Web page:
Kopernik is excited to announce a partnership with Citi Foundation on the ‘Hai Mnahat’ program in Soe, West Timor. ‘Hai Mnahat’ means ‘our food’ in Dawan, the language spoken in West Timor. From over 1,000 submissions from 80 countries, we were selected as one of 50 community organizations to receive a grant through Citi Foundation’s Global Innovation Challenge.
“Philanthropic capital plays a critical role in the marketplace of social solutions and the Citi Foundation's Global Innovation Challenge is designed to help new ideas grow and scale,” said Brandee McHale, President of the Citi Foundation and Head of Citi Community Investing and Development. “From providing immediate relief to those in crisis to longer term interventions, the organizations that make up our first-ever Global Innovation Challenge cohort are delivering life-changing solutions that strengthen the health of low-income communities.”
As recipients of the Citi Foundation’s first-ever Global Innovation Challenge, Kopernik has been awarded a grant to support Hai Mnahat’s programming across four key areas: food access, availability, affordability, and community resilience.
Batara Sianturi, CEO Citibank, N.A., Indonesia said, "food insecurity is one of today's top global challenges. A recent study from Citi (Global Perspective & Solutions) GPS found that the estimated economic impact of malnutrition on the global economy could be as high as $3.5 trillion per year or close to $500 for every individual on the planet stemming from record high food prices and other macro-economic. Citi and the Citi Foundation are helping address this challenge by leveraging our business, our people and our philanthropy to support innovative solutions globally through mobilizing capital and financing the global food system."
Through the Hai Mnahat initiative, we will address food security challenges in Soe, West Timor by revitalizing indigenous farming practices and experimenting with innovative food preservation technologies. Food insecurity poses a significant challenge in Indonesia, impacting 22.9 million people who are unable to meet their dietary requirements.
Furthermore, 30.8% of children under five experience stunting as a result of malnutrition. This issue is particularly relevant in West Timor, an area vulnerable due to the increasing extreme weather events caused by climate change. Communities experienced longer and more severe droughts and floods, leading to crop failure, impacting smallholder farmers, and the local food supply.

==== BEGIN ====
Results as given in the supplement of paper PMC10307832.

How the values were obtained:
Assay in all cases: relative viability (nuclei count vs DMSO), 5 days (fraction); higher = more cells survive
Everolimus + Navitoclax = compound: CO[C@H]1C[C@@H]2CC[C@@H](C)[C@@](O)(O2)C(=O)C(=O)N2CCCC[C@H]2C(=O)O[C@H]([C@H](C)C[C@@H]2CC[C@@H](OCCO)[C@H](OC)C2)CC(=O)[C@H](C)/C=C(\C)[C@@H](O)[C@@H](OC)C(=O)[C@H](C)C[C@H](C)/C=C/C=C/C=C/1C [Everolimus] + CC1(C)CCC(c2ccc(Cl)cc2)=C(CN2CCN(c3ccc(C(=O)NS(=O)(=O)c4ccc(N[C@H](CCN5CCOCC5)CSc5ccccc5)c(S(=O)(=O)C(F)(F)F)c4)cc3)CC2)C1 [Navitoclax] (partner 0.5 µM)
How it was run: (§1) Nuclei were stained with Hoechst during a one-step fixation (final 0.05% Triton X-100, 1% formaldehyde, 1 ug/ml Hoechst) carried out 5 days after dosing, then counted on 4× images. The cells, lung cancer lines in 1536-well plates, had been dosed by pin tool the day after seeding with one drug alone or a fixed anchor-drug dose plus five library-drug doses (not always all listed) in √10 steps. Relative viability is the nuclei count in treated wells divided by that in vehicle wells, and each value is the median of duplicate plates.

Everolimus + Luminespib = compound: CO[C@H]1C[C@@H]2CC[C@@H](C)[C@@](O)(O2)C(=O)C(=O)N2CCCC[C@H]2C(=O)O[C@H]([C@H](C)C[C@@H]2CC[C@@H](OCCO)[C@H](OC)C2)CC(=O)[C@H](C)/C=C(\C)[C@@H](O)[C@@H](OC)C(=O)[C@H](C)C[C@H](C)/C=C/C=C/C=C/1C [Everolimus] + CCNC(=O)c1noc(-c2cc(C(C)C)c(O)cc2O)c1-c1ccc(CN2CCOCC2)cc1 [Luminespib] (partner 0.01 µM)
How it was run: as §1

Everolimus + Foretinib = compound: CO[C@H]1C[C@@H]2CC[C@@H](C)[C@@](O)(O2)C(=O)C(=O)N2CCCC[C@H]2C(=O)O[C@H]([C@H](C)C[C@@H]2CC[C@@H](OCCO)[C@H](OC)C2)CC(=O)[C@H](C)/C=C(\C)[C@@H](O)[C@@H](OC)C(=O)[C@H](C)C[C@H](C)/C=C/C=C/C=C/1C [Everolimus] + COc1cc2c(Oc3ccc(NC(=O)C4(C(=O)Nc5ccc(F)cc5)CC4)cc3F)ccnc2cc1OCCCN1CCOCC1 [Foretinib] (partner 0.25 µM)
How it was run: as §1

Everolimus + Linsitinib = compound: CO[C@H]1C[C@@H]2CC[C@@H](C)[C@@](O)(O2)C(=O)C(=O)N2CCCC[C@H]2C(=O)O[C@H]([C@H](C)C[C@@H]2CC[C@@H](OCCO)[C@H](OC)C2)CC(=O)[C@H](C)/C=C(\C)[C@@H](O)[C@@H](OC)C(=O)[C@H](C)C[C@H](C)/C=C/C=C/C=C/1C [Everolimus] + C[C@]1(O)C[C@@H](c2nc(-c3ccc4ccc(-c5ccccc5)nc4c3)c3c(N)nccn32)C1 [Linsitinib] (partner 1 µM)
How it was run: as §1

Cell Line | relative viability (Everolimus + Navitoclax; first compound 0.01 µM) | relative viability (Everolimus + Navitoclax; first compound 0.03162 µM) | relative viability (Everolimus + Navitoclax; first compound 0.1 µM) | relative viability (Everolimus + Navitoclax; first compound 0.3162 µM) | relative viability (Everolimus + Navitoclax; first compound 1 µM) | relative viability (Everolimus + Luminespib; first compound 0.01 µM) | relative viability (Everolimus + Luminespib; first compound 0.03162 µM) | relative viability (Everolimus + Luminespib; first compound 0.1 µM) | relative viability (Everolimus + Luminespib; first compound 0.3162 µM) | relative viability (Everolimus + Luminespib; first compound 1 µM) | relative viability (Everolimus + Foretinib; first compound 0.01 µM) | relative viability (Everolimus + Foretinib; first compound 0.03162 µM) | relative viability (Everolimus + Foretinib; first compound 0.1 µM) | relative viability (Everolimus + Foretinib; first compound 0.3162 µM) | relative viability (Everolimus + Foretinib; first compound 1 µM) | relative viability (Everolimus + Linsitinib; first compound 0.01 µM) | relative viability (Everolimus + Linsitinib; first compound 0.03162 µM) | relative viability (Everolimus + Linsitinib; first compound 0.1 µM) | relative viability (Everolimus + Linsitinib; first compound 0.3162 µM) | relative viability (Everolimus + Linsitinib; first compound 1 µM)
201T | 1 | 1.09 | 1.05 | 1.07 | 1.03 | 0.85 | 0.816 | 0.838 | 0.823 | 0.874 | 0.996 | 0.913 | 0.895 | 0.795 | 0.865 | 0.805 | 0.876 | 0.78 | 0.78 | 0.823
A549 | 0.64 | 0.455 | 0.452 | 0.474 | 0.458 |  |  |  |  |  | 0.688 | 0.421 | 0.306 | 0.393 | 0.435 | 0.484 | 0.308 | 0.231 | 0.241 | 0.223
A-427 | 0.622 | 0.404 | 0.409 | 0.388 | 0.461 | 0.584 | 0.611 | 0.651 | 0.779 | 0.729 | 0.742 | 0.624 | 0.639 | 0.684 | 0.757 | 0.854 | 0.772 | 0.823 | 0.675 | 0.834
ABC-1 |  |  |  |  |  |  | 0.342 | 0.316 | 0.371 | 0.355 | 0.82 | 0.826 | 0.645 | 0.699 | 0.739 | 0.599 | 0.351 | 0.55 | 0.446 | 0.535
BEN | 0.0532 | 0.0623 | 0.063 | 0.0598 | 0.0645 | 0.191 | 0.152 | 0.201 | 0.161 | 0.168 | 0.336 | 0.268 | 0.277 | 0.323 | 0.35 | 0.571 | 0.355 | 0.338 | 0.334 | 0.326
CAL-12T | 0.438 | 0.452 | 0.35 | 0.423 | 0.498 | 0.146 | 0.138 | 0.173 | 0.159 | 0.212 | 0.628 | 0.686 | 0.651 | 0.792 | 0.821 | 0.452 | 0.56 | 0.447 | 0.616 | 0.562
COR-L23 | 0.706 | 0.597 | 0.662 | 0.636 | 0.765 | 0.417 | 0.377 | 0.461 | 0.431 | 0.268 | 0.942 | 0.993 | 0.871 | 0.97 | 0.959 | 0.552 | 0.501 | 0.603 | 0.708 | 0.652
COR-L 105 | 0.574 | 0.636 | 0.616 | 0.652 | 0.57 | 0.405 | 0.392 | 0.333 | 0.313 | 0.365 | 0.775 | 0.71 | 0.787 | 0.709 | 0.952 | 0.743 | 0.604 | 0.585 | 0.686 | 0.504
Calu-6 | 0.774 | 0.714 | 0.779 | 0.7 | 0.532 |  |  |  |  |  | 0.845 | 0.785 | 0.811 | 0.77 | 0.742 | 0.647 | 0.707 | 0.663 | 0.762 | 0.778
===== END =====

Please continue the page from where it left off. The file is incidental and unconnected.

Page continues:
The Hai Mnahat program has been developed based on insights gained from stunting prevention experiments and local food utilization initiatives in Sumba and South Central Timor regencies, East Nusa Tenggara. Combining the knowledge gained from successful past approaches and experiments with new ones, over the next two years, we will promote indigenous farming practices, experiment with storage and drying technologies, and introduce a circular economy to communities in Soe.
“We are delighted to be selected as one of the recipients of the Citi Foundation Global Innovation Challenge and to join its learning community. This grant will enable us to further our mission and collaborate with smallholder farmers in West Timor with a particular emphasis on revitalizing indigenous farming practices and experimenting with innovative food preservation technologies. In the long term, our aim with this initiative is to cultivate a more resilient and self-sustaining food system in the region, ultimately fostering a climate-resilient community,” said our Co-Founder and COO, Ewa Wojkowska.
By addressing various challenges of the local food system, we hope to create significant and sustainable impacts on food security, economic growth, and community resilience.
Stay tuned for more updates of this program on our social media channels and website.